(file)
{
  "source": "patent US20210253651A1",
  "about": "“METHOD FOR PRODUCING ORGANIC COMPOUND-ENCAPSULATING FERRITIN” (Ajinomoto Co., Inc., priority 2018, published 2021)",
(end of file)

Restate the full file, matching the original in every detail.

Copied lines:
{
  "source": "patent US20210253651A1",
  "about": "“METHOD FOR PRODUCING ORGANIC COMPOUND-ENCAPSULATING FERRITIN” (Ajinomoto Co., Inc., priority 2018, published 2021)",